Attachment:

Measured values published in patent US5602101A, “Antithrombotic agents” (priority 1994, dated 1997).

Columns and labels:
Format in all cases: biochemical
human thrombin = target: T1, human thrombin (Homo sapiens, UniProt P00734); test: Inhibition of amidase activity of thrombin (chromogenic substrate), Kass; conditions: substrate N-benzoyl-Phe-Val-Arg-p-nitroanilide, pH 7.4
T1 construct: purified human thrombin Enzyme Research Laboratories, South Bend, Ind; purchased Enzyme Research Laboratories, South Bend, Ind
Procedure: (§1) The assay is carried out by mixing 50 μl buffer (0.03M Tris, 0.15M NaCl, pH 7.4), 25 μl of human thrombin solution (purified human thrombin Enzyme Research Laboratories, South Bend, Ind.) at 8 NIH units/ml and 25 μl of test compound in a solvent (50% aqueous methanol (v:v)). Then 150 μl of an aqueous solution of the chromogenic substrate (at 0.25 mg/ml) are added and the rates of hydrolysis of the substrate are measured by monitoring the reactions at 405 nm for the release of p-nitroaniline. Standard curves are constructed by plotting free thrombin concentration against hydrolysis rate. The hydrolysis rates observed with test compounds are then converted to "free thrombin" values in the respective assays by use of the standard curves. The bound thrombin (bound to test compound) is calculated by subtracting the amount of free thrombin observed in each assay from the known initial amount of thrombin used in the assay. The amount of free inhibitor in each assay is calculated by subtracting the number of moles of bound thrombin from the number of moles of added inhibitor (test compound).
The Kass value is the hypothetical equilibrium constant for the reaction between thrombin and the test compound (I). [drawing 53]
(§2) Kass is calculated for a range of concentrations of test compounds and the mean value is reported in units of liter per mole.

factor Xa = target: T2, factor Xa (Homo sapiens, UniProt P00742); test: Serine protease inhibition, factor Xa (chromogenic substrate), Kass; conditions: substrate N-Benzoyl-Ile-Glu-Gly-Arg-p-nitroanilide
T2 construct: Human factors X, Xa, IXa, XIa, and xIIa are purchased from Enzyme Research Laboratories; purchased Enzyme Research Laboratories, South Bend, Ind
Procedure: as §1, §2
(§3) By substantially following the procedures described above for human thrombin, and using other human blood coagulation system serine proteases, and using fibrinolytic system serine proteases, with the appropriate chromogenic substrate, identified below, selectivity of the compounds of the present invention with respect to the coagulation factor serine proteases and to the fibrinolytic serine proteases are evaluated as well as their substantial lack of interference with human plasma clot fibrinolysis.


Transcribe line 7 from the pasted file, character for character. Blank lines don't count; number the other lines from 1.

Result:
The Kass value is the hypothetical equilibrium constant for the reaction between thrombin and the test compound (I). [drawing 53]